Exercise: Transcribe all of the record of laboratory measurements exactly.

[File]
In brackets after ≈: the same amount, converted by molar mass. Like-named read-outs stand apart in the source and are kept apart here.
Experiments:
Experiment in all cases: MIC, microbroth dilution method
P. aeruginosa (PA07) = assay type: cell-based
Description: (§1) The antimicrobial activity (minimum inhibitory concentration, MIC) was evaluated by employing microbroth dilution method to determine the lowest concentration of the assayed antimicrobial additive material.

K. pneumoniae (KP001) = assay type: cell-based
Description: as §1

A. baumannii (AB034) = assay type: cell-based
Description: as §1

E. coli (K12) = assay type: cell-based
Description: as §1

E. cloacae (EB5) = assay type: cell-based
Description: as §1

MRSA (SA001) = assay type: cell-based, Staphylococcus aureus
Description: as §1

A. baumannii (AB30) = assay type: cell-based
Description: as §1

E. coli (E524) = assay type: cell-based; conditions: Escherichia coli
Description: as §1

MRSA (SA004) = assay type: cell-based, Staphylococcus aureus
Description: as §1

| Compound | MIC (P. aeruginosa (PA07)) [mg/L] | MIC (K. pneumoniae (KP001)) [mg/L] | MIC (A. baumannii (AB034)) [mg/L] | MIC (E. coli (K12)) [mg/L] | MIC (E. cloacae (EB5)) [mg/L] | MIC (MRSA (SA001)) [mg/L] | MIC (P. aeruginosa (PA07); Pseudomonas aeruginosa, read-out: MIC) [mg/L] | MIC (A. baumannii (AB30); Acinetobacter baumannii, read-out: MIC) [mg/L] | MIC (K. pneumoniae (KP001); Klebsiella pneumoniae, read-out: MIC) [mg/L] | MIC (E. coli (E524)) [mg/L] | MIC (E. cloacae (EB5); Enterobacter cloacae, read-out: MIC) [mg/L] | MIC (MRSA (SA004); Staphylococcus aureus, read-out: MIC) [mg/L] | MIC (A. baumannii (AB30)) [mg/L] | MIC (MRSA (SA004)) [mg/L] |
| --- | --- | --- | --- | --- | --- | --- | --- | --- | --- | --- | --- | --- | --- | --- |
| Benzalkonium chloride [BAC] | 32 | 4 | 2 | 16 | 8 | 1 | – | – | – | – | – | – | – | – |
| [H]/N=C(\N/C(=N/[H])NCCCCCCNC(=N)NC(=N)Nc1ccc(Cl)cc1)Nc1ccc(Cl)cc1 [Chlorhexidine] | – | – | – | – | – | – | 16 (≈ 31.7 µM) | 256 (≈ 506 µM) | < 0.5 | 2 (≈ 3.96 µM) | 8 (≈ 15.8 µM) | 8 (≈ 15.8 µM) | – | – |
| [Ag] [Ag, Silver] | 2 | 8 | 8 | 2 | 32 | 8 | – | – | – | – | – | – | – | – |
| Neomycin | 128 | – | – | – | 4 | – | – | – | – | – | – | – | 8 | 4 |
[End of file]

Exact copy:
In brackets after ≈: the same amount, converted by molar mass. Like-named read-outs stand apart in the source and are kept apart here.
Experiments:
Experiment in all cases: MIC, microbroth dilution method
P. aeruginosa (PA07) = assay type: cell-based
Description: (§1) The antimicrobial activity (minimum inhibitory concentration, MIC) was evaluated by employing microbroth dilution method to determine the lowest concentration of the assayed antimicrobial additive material.

K. pneumoniae (KP001) = assay type: cell-based
Description: as §1

A. baumannii (AB034) = assay type: cell-based
Description: as §1

E. coli (K12) = assay type: cell-based
Description: as §1

E. cloacae (EB5) = assay type: cell-based
Description: as §1

MRSA (SA001) = assay type: cell-based, Staphylococcus aureus
Description: as §1

A. baumannii (AB30) = assay type: cell-based
Description: as §1

E. coli (E524) = assay type: cell-based; conditions: Escherichia coli
Description: as §1

MRSA (SA004) = assay type: cell-based, Staphylococcus aureus
Description: as §1

| Compound | MIC (P. aeruginosa (PA07)) [mg/L] | MIC (K. pneumoniae (KP001)) [mg/L] | MIC (A. baumannii (AB034)) [mg/L] | MIC (E. coli (K12)) [mg/L] | MIC (E. cloacae (EB5)) [mg/L] | MIC (MRSA (SA001)) [mg/L] | MIC (P. aeruginosa (PA07); Pseudomonas aeruginosa, read-out: MIC) [mg/L] | MIC (A. baumannii (AB30); Acinetobacter baumannii, read-out: MIC) [mg/L] | MIC (K. pneumoniae (KP001); Klebsiella pneumoniae, read-out: MIC) [mg/L] | MIC (E. coli (E524)) [mg/L] | MIC (E. cloacae (EB5); Enterobacter cloacae, read-out: MIC) [mg/L] | MIC (MRSA (SA004); Staphylococcus aureus, read-out: MIC) [mg/L] | MIC (A. baumannii (AB30)) [mg/L] | MIC (MRSA (SA004)) [mg/L] |
| --- | --- | --- | --- | --- | --- | --- | --- | --- | --- | --- | --- | --- | --- | --- |
| Benzalkonium chloride [BAC] | 32 | 4 | 2 | 16 | 8 | 1 | – | – | – | – | – | – | – | – |
| [H]/N=C(\N/C(=N/[H])NCCCCCCNC(=N)NC(=N)Nc1ccc(Cl)cc1)Nc1ccc(Cl)cc1 [Chlorhexidine] | – | – | – | – | – | – | 16 (≈ 31.7 µM) | 256 (≈ 506 µM) | < 0.5 | 2 (≈ 3.96 µM) | 8 (≈ 15.8 µM) | 8 (≈ 15.8 µM) | – | – |
| [Ag] [Ag, Silver] | 2 | 8 | 8 | 2 | 32 | 8 | – | – | – | – | – | – | – | – |
| Neomycin | 128 | – | – | – | 4 | – | – | – | – | – | – | – | 8 | 4 |